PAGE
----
Natural gas price hikes expected despite increased drilling
Tuesday, March 25th 2003, 12:00 am
News On 6
OKLAHOMA CITY (AP) _ Increased demand for natural gas could drive prices to record highs despite an increase in production, petroleum engineers were told in a symposium.
Natural-gas drilling is expected to increase over the next two years, but supply shortfalls will still be experienced, Henry G. ``Buddy'' Kleemeier, executive vice president and chief operating officer of Tulsa's Kaiser-Francis Oil Co. told participants of the Society of Petroleum Engineers' Production and Operations Symposium in Oklahoma City Monday.
Demand for natural gas has outpaced production by 4.6 billion cubic feet a day in 2003, forcing the nation to draw its reserves to record lows. But Kleemeier said he expects even larger shortfalls in 2004 and 2005.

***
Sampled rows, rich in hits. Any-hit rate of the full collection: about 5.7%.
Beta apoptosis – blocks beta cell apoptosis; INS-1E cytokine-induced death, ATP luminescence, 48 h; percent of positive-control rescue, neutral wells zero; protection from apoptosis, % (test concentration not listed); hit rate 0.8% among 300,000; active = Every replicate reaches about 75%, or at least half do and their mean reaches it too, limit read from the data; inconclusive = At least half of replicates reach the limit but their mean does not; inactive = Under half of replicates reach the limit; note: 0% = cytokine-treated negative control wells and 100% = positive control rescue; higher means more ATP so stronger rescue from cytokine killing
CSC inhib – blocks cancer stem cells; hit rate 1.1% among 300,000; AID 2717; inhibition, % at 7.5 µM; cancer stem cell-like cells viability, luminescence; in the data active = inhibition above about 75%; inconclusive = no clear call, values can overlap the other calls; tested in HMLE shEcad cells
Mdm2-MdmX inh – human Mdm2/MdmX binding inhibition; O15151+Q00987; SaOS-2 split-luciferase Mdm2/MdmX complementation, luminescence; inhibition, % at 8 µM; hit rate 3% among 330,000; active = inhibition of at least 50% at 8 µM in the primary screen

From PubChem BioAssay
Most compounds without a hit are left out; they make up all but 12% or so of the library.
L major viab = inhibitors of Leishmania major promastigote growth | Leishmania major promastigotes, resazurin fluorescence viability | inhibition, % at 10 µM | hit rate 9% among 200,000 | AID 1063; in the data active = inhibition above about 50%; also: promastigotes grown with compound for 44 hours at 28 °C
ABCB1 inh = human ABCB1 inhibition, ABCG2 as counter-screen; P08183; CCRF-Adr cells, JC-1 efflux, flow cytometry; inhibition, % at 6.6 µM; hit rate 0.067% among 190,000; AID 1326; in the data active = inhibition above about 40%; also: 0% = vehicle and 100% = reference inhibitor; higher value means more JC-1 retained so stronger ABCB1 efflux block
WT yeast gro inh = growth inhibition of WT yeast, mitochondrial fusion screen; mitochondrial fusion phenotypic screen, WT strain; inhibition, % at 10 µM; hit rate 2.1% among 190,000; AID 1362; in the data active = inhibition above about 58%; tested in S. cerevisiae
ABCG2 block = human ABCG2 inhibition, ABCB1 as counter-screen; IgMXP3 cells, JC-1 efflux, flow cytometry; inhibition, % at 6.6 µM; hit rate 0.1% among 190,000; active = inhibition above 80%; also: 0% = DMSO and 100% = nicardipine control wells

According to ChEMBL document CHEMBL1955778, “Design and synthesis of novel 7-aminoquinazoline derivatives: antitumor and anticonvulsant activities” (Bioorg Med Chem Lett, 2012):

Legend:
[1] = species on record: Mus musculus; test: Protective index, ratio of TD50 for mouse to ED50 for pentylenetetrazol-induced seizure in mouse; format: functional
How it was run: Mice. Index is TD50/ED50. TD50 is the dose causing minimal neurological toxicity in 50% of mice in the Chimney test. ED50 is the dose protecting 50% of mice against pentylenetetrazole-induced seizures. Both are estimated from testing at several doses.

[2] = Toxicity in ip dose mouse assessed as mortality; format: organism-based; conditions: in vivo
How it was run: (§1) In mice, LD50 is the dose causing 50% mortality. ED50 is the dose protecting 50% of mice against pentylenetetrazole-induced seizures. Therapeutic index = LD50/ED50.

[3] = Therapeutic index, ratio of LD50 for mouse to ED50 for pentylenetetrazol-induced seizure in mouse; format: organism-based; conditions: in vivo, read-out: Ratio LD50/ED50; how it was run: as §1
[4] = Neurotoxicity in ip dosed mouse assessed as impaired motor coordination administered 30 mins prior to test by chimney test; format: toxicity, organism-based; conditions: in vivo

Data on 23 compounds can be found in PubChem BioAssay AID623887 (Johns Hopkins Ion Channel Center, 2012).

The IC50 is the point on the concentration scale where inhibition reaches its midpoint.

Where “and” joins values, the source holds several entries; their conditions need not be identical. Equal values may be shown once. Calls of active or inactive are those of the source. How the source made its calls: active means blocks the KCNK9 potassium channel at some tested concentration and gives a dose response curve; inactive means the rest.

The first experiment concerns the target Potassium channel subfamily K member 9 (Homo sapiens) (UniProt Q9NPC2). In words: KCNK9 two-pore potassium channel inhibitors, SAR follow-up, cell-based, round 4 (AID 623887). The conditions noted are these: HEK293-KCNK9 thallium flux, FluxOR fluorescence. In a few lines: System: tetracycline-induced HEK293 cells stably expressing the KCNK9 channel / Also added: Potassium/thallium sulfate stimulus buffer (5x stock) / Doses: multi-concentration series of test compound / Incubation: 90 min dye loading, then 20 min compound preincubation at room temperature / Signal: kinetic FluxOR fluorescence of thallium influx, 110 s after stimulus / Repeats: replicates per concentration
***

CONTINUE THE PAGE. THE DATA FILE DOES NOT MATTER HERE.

``But I don't think there will be a shortage,'' he said. ``I think there will be some users who will choose to use other fuels. I don't think there will be a shortage of gas, but the prices will be higher.''
Natural gas traditionally averages less than $3 per thousand cubic feet. It peaked above $11 this winter.
Production levels have fallen to about 8 percent below the five-year average while the cold winter weather caused demand to jump.
Drilling has increased only in recent weeks even though prices have been above average since November, and most experts predict that gas prices will not fall below $4 over the next two years.
``It's been a quandary for a lot of us to try to explain the situation,'' symposium chairman Michael L. Wiggins said. ``In the past, when we saw strong oil and gas prices, we saw strong activity. But we haven't seen that this time.''
Wiggins, associate professor at the University of Oklahoma's Mewbourne School of Petroleum and Geological Engineering, said the slumping stock market wiped out investment dollars and large production companies are waiting to increase drilling until they know prices will meet expectations.